"Jomo", the Cincinnati Zoo & Botanical Garden's 19 year-old silverback, western lowland gorilla got a heart checkup as part of a preventative study.
A team of human cardiologists, technicians and corporate partners made the house call to the Cincinnati Zoo's Gorilla World exhibit recently to perform an awake cardiac ultrasound - also known as an echocardiogram or an echo - on Jomo.
As in humans, an echo is critical for assessing heart condition and identifying any problems. With early detection, follow–up treatments can be prescribed.
To date, heart disease is the number 1 cause of mortality in zoo gorillas. Jomo received a clean bill of health, and the zoo was able to collect valuable cardiac data that will aid nationwide scientific research.
A great deal of time, preparation and planning went into Jomo's echo. Each gorilla's physical makeup can be different in regards to chest cavity depth, musculature and sternum configuration; therefore the positions of the echo wand and stationary position of the gorilla can vary to access views of the heart.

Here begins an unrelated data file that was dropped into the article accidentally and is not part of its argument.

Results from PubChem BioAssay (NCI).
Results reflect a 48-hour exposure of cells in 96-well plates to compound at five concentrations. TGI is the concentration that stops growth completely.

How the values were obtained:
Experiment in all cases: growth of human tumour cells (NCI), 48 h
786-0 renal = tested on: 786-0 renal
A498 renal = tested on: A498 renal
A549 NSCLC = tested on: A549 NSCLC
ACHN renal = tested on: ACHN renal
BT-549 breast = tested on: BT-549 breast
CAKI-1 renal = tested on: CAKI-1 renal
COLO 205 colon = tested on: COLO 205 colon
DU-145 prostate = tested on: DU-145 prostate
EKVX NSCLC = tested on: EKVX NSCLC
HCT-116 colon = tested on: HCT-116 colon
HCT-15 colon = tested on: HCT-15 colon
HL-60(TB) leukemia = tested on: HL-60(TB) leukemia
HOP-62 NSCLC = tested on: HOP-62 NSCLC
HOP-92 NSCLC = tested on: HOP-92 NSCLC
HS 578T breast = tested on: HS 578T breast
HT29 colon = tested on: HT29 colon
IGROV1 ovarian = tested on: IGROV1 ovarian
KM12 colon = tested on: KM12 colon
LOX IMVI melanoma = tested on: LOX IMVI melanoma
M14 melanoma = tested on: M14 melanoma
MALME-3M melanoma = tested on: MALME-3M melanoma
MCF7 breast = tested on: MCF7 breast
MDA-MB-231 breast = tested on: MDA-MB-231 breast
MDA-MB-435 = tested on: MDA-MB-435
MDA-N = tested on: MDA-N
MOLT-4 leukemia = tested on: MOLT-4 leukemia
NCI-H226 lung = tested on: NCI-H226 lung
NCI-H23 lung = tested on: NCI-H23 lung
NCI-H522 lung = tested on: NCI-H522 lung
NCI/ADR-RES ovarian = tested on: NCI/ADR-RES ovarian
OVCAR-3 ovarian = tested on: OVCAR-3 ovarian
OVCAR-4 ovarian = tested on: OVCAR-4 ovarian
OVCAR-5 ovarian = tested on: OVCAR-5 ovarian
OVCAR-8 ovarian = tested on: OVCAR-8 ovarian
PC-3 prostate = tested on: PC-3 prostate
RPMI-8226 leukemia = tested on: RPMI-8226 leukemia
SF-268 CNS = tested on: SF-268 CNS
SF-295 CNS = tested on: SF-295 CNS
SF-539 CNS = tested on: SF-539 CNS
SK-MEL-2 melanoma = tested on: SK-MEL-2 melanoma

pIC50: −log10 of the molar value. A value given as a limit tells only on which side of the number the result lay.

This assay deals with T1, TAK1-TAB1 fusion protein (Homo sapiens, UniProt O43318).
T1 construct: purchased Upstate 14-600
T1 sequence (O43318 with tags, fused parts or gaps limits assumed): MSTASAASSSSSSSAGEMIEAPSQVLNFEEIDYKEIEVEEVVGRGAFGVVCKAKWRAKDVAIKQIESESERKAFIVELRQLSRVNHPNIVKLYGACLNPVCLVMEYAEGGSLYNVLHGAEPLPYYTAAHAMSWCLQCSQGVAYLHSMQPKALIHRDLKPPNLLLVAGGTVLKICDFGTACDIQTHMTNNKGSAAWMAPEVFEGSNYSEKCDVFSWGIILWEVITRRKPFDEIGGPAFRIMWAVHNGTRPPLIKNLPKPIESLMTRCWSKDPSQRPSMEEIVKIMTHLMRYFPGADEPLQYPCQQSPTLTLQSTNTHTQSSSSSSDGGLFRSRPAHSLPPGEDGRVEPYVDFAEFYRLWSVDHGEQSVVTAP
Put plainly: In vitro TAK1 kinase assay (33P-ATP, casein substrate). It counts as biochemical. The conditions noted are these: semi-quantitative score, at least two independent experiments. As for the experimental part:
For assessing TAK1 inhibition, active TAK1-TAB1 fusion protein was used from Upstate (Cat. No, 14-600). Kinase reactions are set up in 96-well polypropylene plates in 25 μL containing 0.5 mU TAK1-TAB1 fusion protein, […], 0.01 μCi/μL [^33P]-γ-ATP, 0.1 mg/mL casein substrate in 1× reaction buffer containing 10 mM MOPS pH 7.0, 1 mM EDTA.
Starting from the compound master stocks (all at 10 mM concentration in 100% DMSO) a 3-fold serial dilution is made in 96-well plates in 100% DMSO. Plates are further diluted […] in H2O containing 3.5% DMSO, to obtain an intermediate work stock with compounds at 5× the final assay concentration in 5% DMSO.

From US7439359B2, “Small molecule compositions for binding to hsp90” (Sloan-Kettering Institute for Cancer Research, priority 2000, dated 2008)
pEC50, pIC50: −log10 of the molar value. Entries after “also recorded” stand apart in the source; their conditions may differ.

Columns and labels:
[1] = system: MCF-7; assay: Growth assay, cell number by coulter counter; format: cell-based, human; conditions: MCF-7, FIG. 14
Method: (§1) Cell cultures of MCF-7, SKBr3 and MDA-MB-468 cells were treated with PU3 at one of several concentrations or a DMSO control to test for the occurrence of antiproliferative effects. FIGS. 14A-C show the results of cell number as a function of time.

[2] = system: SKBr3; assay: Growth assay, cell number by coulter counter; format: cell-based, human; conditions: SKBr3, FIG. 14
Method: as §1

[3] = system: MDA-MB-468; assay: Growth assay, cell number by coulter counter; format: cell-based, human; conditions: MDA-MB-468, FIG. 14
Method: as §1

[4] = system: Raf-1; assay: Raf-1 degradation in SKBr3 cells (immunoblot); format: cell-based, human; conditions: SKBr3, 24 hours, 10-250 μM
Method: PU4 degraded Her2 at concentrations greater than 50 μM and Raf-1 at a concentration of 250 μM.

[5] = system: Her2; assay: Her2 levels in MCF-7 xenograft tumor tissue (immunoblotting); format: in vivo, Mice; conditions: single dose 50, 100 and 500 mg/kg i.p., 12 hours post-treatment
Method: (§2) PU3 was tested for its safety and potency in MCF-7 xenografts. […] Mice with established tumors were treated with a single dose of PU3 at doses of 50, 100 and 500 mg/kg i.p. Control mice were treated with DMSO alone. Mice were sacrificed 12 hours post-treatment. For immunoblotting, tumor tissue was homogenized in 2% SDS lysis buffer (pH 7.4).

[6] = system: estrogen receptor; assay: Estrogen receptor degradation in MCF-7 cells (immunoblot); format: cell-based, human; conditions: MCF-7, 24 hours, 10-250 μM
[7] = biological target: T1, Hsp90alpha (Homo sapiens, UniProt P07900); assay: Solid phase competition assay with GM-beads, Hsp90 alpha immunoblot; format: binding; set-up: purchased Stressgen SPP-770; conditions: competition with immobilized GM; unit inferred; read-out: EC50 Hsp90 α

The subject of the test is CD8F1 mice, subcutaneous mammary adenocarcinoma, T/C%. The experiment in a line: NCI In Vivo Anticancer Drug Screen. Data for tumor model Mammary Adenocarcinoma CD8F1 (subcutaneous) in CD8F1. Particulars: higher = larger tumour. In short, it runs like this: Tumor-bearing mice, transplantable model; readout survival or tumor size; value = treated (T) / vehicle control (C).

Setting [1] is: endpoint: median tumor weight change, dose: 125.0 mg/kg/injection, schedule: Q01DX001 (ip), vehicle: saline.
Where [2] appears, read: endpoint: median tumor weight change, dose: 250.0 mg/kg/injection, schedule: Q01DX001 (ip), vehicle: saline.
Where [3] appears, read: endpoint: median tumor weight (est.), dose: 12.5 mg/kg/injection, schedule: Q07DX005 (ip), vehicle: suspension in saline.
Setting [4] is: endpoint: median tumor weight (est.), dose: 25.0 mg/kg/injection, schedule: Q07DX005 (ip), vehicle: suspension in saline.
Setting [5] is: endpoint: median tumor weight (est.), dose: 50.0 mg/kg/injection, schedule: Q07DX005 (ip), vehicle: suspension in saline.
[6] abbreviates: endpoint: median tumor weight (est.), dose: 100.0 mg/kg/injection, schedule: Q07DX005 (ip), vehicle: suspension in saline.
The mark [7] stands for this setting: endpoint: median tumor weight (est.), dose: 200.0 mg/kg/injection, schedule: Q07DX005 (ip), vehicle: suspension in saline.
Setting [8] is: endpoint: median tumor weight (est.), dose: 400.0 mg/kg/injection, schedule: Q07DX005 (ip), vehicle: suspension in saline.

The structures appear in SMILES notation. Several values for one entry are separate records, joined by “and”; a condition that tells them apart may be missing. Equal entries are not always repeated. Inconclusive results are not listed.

Strong awareness of gorilla cardiac issues began in November 2006, when a workshop of physicians, veterinarians, pathologists and animal keepers, from across the country, came together to discuss the cardiac health issues apparent with captive gorillas.
As a result of the meeting, the Gorilla Health Project was created; receiving funding and donations to help with preventative research in gorilla cardiac care. The Cincinnati Zoo is proud to be among the industry leaders taking part in this amazing project.
Western lowland gorillas are critically endangered in the wild, with less than 175,000 individuals.